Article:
Horror comedies don’t come much more entertaining than M3GAN. What could have been just an anti-tech downer or dispiriting kill fest about an advanced A.I. doll taking her role as comforter/protector/plaything too seriously, is instead an endlessly amusing and exciting take on the robot gone awry sub-genre. Written cleverly by Akela Cooper and James Wan, and directed with gusto by Gerard Johnstone, M3GAN is the funniest big screen frightener in many a moon. And, for my money, it’s got the best new horror movie franchise-worthy villain in a couple of decades.
You know you’re in for a treat when the story starts with a toy commercial parody lamenting the fact that pets die and the solution is to buy a robot pet that never will. The satire is spot on – I should know as I used to be an ad agency creative director managing various toy accounts – and the film’s hilarious spoof indicates savvy filmmakers are at the helm.
It’s not only a clever opening, but it echoes the beginning of the 1972 cult classic WESTWORLD, another film about the dangers of robotics, albeit in an adult theme park. In that one, the stoic, staring gunslinger A.I. Yul Brynner was obsessed with gunning down human guest Richard Benjamin. Here, the M3GAN doll, short for Model 3 Generative Android, conveys a similar stoicism as she too goes off the grid and turns from toy to Terminator.
The charge she’s protecting is Cady (Violet McGraw), a depressed 11-year-old whose parents died in a wintry car accident. Orphan Cady gets sent off to live with her mom’s sister Gemma (Allison Williams), a career-obsessed toy inventor working for a high-tech company. The ambitious young woman doesn’t take to parenting and it’s not long before she’s appeasing her despondent niece with a virtual playmate, her state-of-the-art robot M3GAN. The interactive doll Gemma’s created is a cross between an American Girl and Teddy from the Steven Spielberg film A.I. M3GAN isn’t just a playmate, she’s a substitute mom doling out advice on manners, nutrition, and good housekeeping.
Soon, Cady is coming out of her shell, enjoying all the play and care from the increasingly domineering M3GAN, and it isn’t long before Gemma’s boss (Ronny Chieng) gets wind of the goings-on and smells a fortune in the making if they can mass merchandise the dolls for a high-priced clientele of lazy parents.
While Cady bonds exponentially with her toy, David pushes Gemma and her scientific team of Tess (Jen Van Epps) and Cole (Brian Jordan Alvarez) to introduce M3GAN to the general public in a matter of weeks. Gemma knows there are bugs in the doll’s programming, but she wants fame and fortune as well, so she ignores the troubling signs of M3GAN’s increasingly clingy behavior and righteous attitude concerning Cady’s care.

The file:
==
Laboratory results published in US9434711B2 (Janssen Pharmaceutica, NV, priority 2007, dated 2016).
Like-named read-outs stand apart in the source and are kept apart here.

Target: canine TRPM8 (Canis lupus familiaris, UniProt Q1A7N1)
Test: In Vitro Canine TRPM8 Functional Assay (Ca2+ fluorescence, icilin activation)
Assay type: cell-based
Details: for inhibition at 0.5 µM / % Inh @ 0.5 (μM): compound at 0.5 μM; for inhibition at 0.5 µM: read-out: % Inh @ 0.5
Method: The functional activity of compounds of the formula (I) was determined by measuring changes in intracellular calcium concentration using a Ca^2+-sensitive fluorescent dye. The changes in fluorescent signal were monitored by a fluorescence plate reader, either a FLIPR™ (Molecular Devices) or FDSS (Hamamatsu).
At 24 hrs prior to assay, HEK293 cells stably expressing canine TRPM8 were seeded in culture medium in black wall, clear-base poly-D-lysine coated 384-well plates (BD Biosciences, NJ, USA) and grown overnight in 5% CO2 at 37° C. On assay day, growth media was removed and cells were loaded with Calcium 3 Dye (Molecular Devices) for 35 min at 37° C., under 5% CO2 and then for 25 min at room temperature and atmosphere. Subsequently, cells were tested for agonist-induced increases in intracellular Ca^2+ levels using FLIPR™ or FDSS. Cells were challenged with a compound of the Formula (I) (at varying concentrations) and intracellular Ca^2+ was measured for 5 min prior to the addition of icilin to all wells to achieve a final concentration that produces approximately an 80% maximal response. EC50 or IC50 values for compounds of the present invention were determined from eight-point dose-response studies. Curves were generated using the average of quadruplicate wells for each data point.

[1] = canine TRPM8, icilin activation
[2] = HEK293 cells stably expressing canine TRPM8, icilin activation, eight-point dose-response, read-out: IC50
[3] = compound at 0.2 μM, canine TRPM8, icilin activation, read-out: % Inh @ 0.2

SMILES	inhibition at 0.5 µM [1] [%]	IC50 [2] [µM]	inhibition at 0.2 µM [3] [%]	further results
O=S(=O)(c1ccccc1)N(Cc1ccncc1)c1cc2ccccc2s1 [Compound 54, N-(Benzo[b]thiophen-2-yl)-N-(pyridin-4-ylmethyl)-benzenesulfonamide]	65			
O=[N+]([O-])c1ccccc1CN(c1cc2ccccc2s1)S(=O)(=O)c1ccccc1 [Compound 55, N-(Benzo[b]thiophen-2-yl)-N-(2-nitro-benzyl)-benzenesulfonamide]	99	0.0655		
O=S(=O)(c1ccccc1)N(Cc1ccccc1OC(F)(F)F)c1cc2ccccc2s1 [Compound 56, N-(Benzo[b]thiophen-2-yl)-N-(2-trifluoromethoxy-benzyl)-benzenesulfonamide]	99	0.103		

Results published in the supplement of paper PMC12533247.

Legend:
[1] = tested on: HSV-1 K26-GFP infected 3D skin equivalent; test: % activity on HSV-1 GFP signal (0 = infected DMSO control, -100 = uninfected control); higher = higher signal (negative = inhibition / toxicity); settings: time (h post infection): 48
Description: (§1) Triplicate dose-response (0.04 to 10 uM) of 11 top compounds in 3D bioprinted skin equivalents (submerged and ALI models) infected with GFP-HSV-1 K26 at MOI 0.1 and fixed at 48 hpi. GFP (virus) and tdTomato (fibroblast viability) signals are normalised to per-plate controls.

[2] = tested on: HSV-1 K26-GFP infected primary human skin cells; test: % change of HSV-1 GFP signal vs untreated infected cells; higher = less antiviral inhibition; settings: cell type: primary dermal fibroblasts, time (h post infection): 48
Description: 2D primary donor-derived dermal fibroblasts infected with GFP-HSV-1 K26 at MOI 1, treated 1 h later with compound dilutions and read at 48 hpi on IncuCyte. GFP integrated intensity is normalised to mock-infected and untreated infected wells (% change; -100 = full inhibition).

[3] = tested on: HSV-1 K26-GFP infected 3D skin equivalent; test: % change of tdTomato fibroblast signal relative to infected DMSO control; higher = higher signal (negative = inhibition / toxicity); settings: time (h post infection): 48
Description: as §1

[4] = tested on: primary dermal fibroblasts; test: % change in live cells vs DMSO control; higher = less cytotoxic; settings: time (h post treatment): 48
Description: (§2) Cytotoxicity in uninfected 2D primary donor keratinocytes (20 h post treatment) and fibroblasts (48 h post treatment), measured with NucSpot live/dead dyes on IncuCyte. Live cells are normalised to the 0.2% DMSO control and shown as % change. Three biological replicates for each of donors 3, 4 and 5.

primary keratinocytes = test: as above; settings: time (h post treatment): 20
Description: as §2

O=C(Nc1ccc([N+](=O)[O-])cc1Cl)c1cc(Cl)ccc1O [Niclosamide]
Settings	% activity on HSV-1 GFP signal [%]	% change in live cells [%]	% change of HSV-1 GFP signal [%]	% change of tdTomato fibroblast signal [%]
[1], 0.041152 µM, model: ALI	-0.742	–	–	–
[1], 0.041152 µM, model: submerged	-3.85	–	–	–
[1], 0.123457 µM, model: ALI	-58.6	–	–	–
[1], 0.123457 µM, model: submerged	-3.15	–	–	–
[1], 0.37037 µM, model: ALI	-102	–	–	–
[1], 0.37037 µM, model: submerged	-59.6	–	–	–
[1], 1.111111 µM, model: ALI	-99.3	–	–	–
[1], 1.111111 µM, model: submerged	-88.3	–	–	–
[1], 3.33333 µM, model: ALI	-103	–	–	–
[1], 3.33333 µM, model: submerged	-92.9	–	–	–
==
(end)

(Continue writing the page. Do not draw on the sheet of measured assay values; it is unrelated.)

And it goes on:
Predictably, M3GAN starts to eliminate any threats to Cady, including a nosy neighbor and her yappy dog, but the doll disposes of them so boldly and cleverly that you can’t help but laugh at her sins. M3GAN may be a monster, but she’s so damn good at it, you laugh and cheer her on. Her devotion to Cady even seems wholly admirable when Gemma shows herself to be woefully self-absorbed and clueless about so much happening around her.
The film satirizes our growing dependency on machines, undoubtedly, but more importantly, it wickedly riffs on bad parenting too. Gemma may be a scientist and the smartest person in the room, but at almost every turn, the young woman is a tragic naif, flummoxed by M3GAN’s growing acumen and the destructive capabilities in her programming.
The filmmakers make hay of all of it, and pay homage to other toy-themed movies including CHUCKY, AMERICAN SOLDIERS, and the “Living Doll” episode of THE TWILIGHT ZONE where stepdad Telly Savalas crossed “Talky Tina.” Johnstone is shrewd enough too to not overly rely on CGI here as well. The physical actions of M3GAN are mostly aped by young actress/dancer Amie Donald and it makes the doll seem more realistic that way. M3GAN’s vocals are provided by actress Jenna Davis with just the right mix of earnestness and sadism. And there must be an in-joke or two at play in M3GAN’s physical resemblance as she eerily recalls those frozen-faced Olsen twins that made such tabloid fodder decades ago. And why is M3GAN dressed like a 70’s flight attendant – – a riff perhaps on the doll’s devotion to serving her customer?
The story has lots of twists and turns, many quite unexpected for the horror genre. Various characters you assumed were toast end up making it to the final reel and most of the thrills of the final showdown make narrative sense. Sure, a few story threads go nowhere like the one concerning a traitorous employee working against the company, but most of what appears onscreen plays out as refreshingly fizzy fun.
All in all, M3GAN is a hoot and a holler from first moments to last, feeling like an instant classic. Bring on the sequels, I say, as I’m sure most of this doll’s audience will be quite game for them.